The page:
By Keely Savoie
Shannon Da Silva, a veteran of diversity work within the higher education setting, has been appointed Mount Holyoke College’s new Title IX and 504 coordinator. Da Silva will play a key role in implementing the College’s ongoing commitment to diversity and equity, which at the heart of its mission and integral to The Plan for Mount Holyoke 2021.
She will work with incoming Chief Diversity Officer Kijua Sanders-McMurtry to enact diversity and equity initiatives on campus, building on the intentional institution-level work that has unfolded over the last two years and culminated with the new annual Building On Our Momentum (BOOM!) learning conferences.
“I’m excited to be working with Shannon on diversity and equity at Mount Holyoke,” said Sanders-McMurtry. “The focus of our work will be deepening the robust culture of inclusive excellence, gender diversity and accessibility on campus.”
As the Title IX and 504 coordinator, Da Silva’s primary task is to ensure that Mount Holyoke is in compliance with federal laws against discrimination based on sex, gender, or disability status. This not only includes responding to reports of violations, but also creating and implementing a vision for the College to move toward greater accessibility, and deepening the cultural commitment toward being a welcoming environment for all. Her work will touch on all areas of campus life, from residential life to academic life.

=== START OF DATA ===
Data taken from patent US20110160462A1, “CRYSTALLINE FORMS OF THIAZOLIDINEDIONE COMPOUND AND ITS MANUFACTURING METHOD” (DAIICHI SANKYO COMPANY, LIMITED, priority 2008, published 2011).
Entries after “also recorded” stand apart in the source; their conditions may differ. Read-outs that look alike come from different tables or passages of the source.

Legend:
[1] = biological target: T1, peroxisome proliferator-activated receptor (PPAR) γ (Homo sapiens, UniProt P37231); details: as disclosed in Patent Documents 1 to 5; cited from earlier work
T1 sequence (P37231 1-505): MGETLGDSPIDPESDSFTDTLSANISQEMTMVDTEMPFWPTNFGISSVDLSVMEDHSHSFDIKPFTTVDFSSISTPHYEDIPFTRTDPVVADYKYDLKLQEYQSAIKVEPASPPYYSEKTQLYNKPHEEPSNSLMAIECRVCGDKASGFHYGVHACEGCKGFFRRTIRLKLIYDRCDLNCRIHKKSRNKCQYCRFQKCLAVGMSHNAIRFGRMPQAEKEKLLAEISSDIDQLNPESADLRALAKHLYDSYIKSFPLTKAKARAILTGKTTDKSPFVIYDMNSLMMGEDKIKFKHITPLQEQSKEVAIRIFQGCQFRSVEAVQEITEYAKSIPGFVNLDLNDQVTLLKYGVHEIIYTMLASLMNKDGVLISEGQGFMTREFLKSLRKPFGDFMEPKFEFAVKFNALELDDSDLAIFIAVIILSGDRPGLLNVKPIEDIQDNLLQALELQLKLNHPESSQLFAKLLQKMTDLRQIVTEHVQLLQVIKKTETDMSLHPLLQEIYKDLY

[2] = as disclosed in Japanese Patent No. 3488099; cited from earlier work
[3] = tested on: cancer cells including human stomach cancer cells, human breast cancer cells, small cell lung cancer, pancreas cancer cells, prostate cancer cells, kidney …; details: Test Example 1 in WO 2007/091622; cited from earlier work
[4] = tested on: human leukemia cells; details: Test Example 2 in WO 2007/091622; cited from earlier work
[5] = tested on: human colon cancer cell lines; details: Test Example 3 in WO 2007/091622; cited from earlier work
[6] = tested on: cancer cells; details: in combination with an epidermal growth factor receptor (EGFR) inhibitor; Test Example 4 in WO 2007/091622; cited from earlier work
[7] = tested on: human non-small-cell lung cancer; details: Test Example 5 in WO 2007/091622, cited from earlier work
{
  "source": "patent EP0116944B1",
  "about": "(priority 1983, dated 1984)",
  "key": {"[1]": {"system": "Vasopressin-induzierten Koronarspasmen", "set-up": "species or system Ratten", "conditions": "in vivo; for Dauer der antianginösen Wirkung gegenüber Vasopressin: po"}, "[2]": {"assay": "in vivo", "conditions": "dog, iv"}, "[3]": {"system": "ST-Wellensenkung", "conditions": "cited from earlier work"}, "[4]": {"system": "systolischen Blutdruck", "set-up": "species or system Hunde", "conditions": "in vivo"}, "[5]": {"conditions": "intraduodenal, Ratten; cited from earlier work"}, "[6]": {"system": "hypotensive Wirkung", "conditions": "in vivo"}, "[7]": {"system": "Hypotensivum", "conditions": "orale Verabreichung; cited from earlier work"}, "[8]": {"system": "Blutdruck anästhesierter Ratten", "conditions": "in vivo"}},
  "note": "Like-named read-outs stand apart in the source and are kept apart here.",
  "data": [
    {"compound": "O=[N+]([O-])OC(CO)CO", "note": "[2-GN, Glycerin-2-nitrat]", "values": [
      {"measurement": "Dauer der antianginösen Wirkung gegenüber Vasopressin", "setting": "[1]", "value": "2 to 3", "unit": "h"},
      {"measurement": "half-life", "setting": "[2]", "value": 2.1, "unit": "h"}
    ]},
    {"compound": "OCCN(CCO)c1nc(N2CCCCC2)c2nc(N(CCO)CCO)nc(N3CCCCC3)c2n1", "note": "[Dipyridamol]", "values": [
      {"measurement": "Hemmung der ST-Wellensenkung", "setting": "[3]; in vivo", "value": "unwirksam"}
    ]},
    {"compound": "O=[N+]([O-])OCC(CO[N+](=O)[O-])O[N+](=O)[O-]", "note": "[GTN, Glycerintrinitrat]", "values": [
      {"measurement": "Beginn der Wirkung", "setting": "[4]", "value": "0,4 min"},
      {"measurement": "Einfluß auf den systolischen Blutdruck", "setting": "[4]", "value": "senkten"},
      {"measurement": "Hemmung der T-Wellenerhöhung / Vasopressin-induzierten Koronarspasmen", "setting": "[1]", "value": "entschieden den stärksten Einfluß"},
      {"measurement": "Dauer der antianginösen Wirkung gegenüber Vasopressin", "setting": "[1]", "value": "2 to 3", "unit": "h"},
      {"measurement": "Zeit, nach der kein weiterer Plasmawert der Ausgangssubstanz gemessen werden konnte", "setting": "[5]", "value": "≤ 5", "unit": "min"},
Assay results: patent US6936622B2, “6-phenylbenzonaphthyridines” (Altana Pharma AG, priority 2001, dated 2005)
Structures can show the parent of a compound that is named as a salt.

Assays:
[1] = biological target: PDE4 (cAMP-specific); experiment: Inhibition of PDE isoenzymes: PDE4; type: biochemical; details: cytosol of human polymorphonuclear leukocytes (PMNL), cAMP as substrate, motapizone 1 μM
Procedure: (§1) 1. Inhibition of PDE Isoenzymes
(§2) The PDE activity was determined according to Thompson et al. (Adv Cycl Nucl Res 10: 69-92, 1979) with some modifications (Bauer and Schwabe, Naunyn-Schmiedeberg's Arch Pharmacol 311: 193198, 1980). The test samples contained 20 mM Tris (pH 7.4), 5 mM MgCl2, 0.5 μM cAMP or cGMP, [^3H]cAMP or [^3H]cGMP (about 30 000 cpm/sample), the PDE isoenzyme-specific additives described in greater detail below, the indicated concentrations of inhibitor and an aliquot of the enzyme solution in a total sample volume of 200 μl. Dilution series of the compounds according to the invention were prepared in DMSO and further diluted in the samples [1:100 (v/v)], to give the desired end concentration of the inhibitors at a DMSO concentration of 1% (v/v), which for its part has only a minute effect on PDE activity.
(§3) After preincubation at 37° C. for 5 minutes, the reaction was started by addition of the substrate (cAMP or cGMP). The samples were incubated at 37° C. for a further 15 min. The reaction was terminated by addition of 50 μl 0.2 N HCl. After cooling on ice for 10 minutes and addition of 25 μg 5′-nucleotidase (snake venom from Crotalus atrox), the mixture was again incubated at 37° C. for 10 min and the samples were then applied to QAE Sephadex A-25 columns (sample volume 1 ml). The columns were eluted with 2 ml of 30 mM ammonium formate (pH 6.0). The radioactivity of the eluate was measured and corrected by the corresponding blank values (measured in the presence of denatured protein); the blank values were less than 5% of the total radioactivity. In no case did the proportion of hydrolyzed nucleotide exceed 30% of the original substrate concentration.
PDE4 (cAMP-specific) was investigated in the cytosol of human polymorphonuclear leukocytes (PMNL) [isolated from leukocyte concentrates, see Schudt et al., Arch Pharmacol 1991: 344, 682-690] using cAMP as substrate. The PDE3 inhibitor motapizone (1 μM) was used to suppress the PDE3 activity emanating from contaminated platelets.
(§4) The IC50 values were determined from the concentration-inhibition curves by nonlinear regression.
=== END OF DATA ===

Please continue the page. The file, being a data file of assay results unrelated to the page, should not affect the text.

“It’s an honor to work at one of the oldest and most prestigious women’s colleges in the country,” said Da Silva. “And it’s an even greater honor to work on issues of such moral and ethical importance such as diversity, equity and inclusion at a time when these topics are so greatly debated in our culture. I believe that Mount Holyoke is and can continue to be a leader on these issues and I’m excited to be working with Kijua on this work.”
Da Silva comes to Mount Holyoke from nearby Hampshire College, where she responded to reports of violence, expanded education and training around sex and gender-based harassment, and worked on violence prevention.
Previously, she was a community organizer working on a wide range of local, state and federal policy issues around economic, health and racial justice. She is trained as a social worker and a certified domestic violence professional.
Outstanding policies and procedures must be in place, Da Silva said. But she more than that, she’s interested in what she called “culture change.”
“I want to deconstruct inequity at the ideological, institutional, interpersonal and internalized levels,” she said. “I want to build something that allows everyone to engage in our educational community in a way that is open and free from bias. It’s a big dream and it won’t happen quickly. This is my life’s work.”
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